7 Job Interview Mistakes You Need To Avoid

7 Job Interview Mistakes You Need To Avoid

If you’re in the market for a new job, you’re probably dreading going to job interviews. As a candidate for a position, making a good first impression is your key to getting the position. You can have a great resume and all of the necessary qualifications, but if you don’t do well in the interview, your odds of getting the job will be greatly diminished.

Read on to discover these 7 job interview mistakes so you can avoid making a faux pas that will cost you the job.

Giving The Wrong Answer To The Dreaded “Weakness” Question

This question is commonly used by interviewers to not only identify your weaknesses, but to also assess your attitude and check your ego. If you’re too confident in your abilities or can’t find a weakness with yourself, you may not be a team player.

Forget the old advice to pick out a weakness and turn it into a strength. Instead, choose an actual weakness and explain how you’re working to correct it. Of course, if being chronically late is your weakness, you may want to pick something a little less irritating for a potential employer.

Not Researching The Company Before The Interview

You don’t have to spend hours going over the financial records of the company you’ll be interviewing at, but it’s important to know what they do and the basic information about the company. Learn their mission statement and be sure you fall in line with their vision for the company.

Go over the job description a few times to make sure you present yourself as the perfect fit for the position they’re looking to hire.

Dressing The Wrong Way

Even though the job may only require casual attire, you should still dress professionally for the interview. Being overdressed is always better than being underdressed, so skip the flip flops and opt for the suit.

Dressing up for a job interview shows that you care enough to take the time to look good for them. During a job interview you’re presenting your brand, so be sure to properly represent your brand, because if you’re hired, you’ll be representing theirs.

Not Having A Question Ready At The End Of The Interview

Almost every interview ends with the interviewer asking if you have any questions. If your answer is no, you’ll seem uninterested, unintelligent and completely unprepared.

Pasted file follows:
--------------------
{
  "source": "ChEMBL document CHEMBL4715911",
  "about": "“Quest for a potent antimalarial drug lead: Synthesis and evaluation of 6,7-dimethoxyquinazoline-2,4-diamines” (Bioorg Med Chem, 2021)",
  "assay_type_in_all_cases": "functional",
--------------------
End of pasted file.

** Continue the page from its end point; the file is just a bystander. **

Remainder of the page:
Have a few questions ready about the company and if all of your questions are answered during the interview, fall back on the, “What makes your company a great place to work for?”

Having A Public Social Media Profile

Set your social media profiles to private while you’re job hunting. Odds are that your prospective employer will check up on your Facebook and if they find pictures of you drinking or partying, they may not want to hire you.

Likewise, if your recent status updates are bashing on your current (or former) employer, that can be another red flag. It’s better to just set all of your social media profiles to private and to not put questionable content on it in the first place.

This goes for Instagram, Pinterest and Twitter too. If you think they can’t find you since you don’t put your name on your profiles, think again. Your employer can find you by the email address on your resume too.

Not Being Frank About Your Salary Requirements

If the salary for the position is negotiable, your prospective employer may ask what your salary requirements are. Rather than sweating and squirming, answer honestly.

Know the median salary for the job by searching online and use that information to your advantage. Present your request in a positive way, like by saying, “I know that Y amount is typical for this position at most companies and I’d be comfortable in that range.”

Being Negative About Your Current Or Past Employers

Regardless of why you’re looking for a new position or why you left your old position, it’s important to never say a negative thing about your previous position. The reason is that your new prospective employer won’t want you speaking negatively of them in the future and those who rant and rave about their old bosses come across as childish and disloyal.

Treat any past employment you’ve had as a learning experience and be grateful you were hired in the first place.

About The Author

Edwin is a marketer, social media influencer and head writer here at Save The Bills. He manages a large network of high quality finance blogs and social media accounts. You can connect with him via email here.

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